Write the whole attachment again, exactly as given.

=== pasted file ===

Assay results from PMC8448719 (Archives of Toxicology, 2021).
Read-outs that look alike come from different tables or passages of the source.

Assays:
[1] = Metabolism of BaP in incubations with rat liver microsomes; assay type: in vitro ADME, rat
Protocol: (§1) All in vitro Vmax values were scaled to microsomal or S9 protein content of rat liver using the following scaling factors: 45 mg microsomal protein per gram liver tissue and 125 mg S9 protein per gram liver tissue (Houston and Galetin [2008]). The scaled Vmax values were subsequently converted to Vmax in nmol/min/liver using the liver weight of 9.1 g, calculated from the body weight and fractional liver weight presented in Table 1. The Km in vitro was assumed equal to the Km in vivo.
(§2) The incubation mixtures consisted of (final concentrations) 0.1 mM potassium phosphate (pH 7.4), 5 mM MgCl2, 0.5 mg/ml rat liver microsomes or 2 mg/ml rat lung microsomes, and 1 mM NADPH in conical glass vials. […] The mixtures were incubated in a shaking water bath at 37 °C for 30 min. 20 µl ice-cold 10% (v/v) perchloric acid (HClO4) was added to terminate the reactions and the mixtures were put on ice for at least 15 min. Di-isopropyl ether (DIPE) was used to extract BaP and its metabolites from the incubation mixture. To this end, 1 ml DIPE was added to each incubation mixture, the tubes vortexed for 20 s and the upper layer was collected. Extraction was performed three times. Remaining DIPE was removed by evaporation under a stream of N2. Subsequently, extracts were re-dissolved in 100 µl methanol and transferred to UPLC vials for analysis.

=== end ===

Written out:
Assay results from PMC8448719 (Archives of Toxicology, 2021).
Read-outs that look alike come from different tables or passages of the source.

Assays:
[1] = Metabolism of BaP in incubations with rat liver microsomes; assay type: in vitro ADME, rat
Protocol: (§1) All in vitro Vmax values were scaled to microsomal or S9 protein content of rat liver using the following scaling factors: 45 mg microsomal protein per gram liver tissue and 125 mg S9 protein per gram liver tissue (Houston and Galetin [2008]). The scaled Vmax values were subsequently converted to Vmax in nmol/min/liver using the liver weight of 9.1 g, calculated from the body weight and fractional liver weight presented in Table 1. The Km in vitro was assumed equal to the Km in vivo.
(§2) The incubation mixtures consisted of (final concentrations) 0.1 mM potassium phosphate (pH 7.4), 5 mM MgCl2, 0.5 mg/ml rat liver microsomes or 2 mg/ml rat lung microsomes, and 1 mM NADPH in conical glass vials. […] The mixtures were incubated in a shaking water bath at 37 °C for 30 min. 20 µl ice-cold 10% (v/v) perchloric acid (HClO4) was added to terminate the reactions and the mixtures were put on ice for at least 15 min. Di-isopropyl ether (DIPE) was used to extract BaP and its metabolites from the incubation mixture. To this end, 1 ml DIPE was added to each incubation mixture, the tubes vortexed for 20 s and the upper layer was collected. Extraction was performed three times. Remaining DIPE was removed by evaporation under a stream of N2. Subsequently, extracts were re-dissolved in 100 µl methanol and transferred to UPLC vials for analysis.